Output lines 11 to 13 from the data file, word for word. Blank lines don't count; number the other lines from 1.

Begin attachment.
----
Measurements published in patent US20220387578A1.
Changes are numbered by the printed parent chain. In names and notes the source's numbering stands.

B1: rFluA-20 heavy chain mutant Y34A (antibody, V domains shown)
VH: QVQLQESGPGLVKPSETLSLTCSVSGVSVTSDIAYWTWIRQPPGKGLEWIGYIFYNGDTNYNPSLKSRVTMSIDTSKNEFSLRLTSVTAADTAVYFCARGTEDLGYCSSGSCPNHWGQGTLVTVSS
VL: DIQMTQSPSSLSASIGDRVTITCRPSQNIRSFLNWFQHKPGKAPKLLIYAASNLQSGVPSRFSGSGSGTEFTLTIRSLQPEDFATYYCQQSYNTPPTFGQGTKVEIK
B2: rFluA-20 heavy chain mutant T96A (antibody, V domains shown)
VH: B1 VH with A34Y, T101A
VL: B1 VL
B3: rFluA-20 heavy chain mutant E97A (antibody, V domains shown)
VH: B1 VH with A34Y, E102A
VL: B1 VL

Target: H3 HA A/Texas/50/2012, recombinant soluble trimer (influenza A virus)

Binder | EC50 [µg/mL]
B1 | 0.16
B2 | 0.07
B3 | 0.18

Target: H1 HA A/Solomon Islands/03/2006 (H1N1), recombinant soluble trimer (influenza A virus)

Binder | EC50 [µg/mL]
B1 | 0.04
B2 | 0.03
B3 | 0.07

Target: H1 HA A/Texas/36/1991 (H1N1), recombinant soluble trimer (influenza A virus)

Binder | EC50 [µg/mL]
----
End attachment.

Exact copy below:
VL: B1 VL

Target: H3 HA A/Texas/50/2012, recombinant soluble trimer (influenza A virus)

Binder | EC50 [µg/mL]